18.9 Windows Terminal Servers (WTS) as CUPS Clients
This setup may be of special interest to people experiencing major problems in WTS environments. WTS often need a multitude of non-PostScript drivers installed to run their clients' variety of different printer models. This often imposes the price of much increased instability.
18.9.1 Printer Drivers Running in " Kernel Mode " Cause Many Problems
In Windows NT printer drivers which run in " Kernel Mode ", introduces a high risk for the stability of the system if the driver is not really stable and well- tested . And there are a lot of bad drivers out there! Especially notorious is the example of the PCL printer driver that had an additional sound module running, to notify users via soundcard of their finished jobs. Do I need to say that this one was also reliably causing " blue screens of death " on a regular basis?
PostScript drivers are generally well tested. They are not known to cause any problems, even though they also run in kernel mode. This might be because there have been so far only two different PostScript drivers: the ones from Adobe and the one from Microsoft. Both are well tested and are as stable as you can imagine on Windows. The CUPS driver is derived from the Microsoft one.
18.9.2 Workarounds Impose Heavy Limitations
In many cases, in an attempt to work around this problem, site administrators have resorted to restricting the allowed drivers installed on their WTS to one generic PCL and one PostScript driver. This, however, restricts the clients in the number of printer options available for them. Often they can't get out more than simplex prints from one standard paper tray, while their devices could do much better, if driven by a different driver!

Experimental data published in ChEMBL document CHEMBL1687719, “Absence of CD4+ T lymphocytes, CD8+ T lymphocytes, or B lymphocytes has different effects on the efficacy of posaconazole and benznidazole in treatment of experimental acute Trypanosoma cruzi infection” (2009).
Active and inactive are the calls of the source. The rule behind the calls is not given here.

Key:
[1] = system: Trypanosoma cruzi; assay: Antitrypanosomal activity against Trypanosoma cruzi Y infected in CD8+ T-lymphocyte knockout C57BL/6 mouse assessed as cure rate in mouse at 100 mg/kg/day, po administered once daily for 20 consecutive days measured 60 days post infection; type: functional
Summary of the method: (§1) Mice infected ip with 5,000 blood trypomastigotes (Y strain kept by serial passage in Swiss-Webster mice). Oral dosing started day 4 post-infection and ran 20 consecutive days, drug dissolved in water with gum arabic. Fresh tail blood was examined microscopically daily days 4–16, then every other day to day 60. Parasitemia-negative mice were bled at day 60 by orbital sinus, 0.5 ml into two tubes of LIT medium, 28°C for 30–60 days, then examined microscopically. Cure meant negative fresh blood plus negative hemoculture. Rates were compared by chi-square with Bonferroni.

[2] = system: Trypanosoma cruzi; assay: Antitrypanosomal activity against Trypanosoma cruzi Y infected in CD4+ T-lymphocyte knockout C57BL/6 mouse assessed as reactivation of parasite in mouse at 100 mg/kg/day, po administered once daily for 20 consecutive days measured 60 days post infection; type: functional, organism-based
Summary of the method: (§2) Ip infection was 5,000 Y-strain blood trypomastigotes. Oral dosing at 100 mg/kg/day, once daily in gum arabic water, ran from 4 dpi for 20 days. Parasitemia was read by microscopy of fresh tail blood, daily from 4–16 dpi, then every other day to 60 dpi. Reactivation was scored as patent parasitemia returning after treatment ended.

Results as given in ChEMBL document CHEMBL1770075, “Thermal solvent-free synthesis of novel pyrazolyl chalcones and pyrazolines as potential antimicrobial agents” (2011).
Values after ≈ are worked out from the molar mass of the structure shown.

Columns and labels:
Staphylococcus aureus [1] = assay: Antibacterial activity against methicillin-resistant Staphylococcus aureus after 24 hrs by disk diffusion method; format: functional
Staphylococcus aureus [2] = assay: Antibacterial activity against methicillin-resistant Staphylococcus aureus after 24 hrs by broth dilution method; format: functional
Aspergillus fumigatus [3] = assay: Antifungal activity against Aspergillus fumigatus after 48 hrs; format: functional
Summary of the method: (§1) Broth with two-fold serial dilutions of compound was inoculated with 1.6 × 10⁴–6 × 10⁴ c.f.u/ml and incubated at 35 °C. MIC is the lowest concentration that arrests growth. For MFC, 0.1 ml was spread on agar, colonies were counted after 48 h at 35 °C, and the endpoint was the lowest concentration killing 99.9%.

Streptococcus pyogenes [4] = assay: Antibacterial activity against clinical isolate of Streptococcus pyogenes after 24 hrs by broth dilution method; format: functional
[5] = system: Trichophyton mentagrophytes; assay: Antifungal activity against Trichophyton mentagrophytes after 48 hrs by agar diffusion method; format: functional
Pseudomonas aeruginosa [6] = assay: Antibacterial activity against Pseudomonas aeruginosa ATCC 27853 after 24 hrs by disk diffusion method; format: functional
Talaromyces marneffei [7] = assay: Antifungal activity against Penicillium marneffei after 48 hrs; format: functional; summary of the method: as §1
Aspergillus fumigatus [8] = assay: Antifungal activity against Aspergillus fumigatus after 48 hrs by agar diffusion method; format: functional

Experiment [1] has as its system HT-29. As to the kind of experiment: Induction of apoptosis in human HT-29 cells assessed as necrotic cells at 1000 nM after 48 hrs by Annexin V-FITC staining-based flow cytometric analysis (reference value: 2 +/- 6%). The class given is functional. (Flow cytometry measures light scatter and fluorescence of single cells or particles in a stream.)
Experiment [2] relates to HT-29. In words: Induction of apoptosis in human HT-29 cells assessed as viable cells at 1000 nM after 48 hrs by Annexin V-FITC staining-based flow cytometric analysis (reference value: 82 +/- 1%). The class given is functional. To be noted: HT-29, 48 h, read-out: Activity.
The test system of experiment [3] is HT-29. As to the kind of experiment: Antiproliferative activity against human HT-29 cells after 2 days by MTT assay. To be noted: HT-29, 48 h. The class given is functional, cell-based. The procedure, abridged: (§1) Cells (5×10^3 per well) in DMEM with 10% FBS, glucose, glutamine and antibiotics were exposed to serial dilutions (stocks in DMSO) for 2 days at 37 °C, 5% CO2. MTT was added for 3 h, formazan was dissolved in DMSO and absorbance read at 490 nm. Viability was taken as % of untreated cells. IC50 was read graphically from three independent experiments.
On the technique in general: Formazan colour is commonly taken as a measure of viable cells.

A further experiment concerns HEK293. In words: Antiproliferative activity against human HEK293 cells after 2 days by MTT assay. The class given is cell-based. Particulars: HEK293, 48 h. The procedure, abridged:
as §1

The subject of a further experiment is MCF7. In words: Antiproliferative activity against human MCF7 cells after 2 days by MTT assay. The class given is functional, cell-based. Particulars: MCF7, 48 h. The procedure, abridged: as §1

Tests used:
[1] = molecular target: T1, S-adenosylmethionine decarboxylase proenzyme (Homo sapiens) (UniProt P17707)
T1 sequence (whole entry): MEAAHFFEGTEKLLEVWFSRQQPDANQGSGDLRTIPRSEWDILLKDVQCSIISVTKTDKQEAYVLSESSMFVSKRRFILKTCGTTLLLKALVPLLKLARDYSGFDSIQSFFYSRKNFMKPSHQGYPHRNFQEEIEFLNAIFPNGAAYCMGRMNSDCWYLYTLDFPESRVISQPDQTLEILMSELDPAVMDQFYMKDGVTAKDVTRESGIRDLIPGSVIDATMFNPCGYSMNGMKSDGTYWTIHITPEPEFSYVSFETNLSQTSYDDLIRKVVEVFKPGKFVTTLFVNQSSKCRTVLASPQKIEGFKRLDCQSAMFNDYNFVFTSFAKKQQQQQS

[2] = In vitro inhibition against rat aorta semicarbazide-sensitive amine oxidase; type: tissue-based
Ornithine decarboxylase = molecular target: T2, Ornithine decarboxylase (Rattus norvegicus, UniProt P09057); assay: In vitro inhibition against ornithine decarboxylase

18.9.3 CUPS: A " Magical Stone "?
Using a PostScript driver, enabled with a CUPS-PPD, seems to be a very elegant way to overcome all these shortcomings. There are, depending on the version of Windows OS you use, up to three different PostScript drivers available: Adobe, Microsoft and CUPS PostScript drivers. None of them is known to cause major stability problems on WTS (even if used with many different PPDs). The clients will be able to (again) chose paper trays, duplex printing and other settings. However, there is a certain price for this too: a CUPS server acting as a PostScript RIP for its clients requires more CPU and RAM than when just acting as a " raw spooling " device. Plus, this setup is not yet widely tested, although the first feedbacks look very promising .
18.9.4 PostScript Drivers with No Major Problems ” Even in Kernel Mode
More recent printer drivers on W200x and XP no longer run in kernel mode (unlike Windows NT). However, both operating systems can still use the NT drivers, running in kernel mode (you can roughly tell which is which as the drivers in subdirectory " 2 " of " W32X86 " are " old " ones). As was said before, the Adobe as well as the Microsoft PostScript drivers are not known to cause any stability problems. The CUPS driver is derived from the Microsoft one. There is a simple reason for this: The MS DDK (Device Development Kit) for Windows NT (which used to be available at no cost to licensees of Visual Studio) includes the source code of the Microsoft driver, and licensees of Visual Studio are allowed to use and modify it for their own driver development efforts. This is what the CUPS people have done. The license does not allow them to publish the whole of the source code. However, they have released the " diff " under the GPL, and if you are the owner of an " MS DDK for Windows NT ," you can check the driver yourself.